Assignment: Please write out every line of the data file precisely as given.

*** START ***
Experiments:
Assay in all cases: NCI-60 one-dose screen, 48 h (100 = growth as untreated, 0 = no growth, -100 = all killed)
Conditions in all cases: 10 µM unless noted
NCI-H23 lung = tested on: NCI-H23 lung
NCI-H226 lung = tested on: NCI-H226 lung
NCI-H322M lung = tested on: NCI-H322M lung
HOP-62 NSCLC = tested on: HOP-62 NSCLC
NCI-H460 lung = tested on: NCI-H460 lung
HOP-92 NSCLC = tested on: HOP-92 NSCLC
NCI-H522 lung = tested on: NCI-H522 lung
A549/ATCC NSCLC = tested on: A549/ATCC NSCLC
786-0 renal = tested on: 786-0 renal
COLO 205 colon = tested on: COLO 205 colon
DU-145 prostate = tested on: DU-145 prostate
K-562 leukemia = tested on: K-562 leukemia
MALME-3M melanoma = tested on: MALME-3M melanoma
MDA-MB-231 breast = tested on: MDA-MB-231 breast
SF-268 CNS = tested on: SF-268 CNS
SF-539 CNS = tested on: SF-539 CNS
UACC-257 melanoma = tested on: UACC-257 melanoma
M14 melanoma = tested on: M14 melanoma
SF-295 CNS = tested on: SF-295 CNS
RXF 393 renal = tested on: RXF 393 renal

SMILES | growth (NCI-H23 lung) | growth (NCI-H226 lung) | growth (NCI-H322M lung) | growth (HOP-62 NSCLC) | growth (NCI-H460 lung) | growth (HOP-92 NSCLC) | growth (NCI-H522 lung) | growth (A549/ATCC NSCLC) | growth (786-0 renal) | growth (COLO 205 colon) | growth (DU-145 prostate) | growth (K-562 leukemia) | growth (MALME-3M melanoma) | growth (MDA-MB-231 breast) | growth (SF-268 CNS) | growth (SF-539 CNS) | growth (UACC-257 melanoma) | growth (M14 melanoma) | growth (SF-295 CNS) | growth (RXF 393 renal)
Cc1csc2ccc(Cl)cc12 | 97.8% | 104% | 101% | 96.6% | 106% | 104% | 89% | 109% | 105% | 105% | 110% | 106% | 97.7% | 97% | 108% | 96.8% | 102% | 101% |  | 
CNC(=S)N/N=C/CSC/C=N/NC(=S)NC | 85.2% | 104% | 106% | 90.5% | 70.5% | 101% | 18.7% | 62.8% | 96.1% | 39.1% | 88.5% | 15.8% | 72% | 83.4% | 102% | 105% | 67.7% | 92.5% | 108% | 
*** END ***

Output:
Experiments:
Assay in all cases: NCI-60 one-dose screen, 48 h (100 = growth as untreated, 0 = no growth, -100 = all killed)
Conditions in all cases: 10 µM unless noted
NCI-H23 lung = tested on: NCI-H23 lung
NCI-H226 lung = tested on: NCI-H226 lung
NCI-H322M lung = tested on: NCI-H322M lung
HOP-62 NSCLC = tested on: HOP-62 NSCLC
NCI-H460 lung = tested on: NCI-H460 lung
HOP-92 NSCLC = tested on: HOP-92 NSCLC
NCI-H522 lung = tested on: NCI-H522 lung
A549/ATCC NSCLC = tested on: A549/ATCC NSCLC
786-0 renal = tested on: 786-0 renal
COLO 205 colon = tested on: COLO 205 colon
DU-145 prostate = tested on: DU-145 prostate
K-562 leukemia = tested on: K-562 leukemia
MALME-3M melanoma = tested on: MALME-3M melanoma
MDA-MB-231 breast = tested on: MDA-MB-231 breast
SF-268 CNS = tested on: SF-268 CNS
SF-539 CNS = tested on: SF-539 CNS
UACC-257 melanoma = tested on: UACC-257 melanoma
M14 melanoma = tested on: M14 melanoma
SF-295 CNS = tested on: SF-295 CNS
RXF 393 renal = tested on: RXF 393 renal

SMILES | growth (NCI-H23 lung) | growth (NCI-H226 lung) | growth (NCI-H322M lung) | growth (HOP-62 NSCLC) | growth (NCI-H460 lung) | growth (HOP-92 NSCLC) | growth (NCI-H522 lung) | growth (A549/ATCC NSCLC) | growth (786-0 renal) | growth (COLO 205 colon) | growth (DU-145 prostate) | growth (K-562 leukemia) | growth (MALME-3M melanoma) | growth (MDA-MB-231 breast) | growth (SF-268 CNS) | growth (SF-539 CNS) | growth (UACC-257 melanoma) | growth (M14 melanoma) | growth (SF-295 CNS) | growth (RXF 393 renal)
Cc1csc2ccc(Cl)cc12 | 97.8% | 104% | 101% | 96.6% | 106% | 104% | 89% | 109% | 105% | 105% | 110% | 106% | 97.7% | 97% | 108% | 96.8% | 102% | 101% |  | 
CNC(=S)N/N=C/CSC/C=N/NC(=S)NC | 85.2% | 104% | 106% | 90.5% | 70.5% | 101% | 18.7% | 62.8% | 96.1% | 39.1% | 88.5% | 15.8% | 72% | 83.4% | 102% | 105% | 67.7% | 92.5% | 108% | 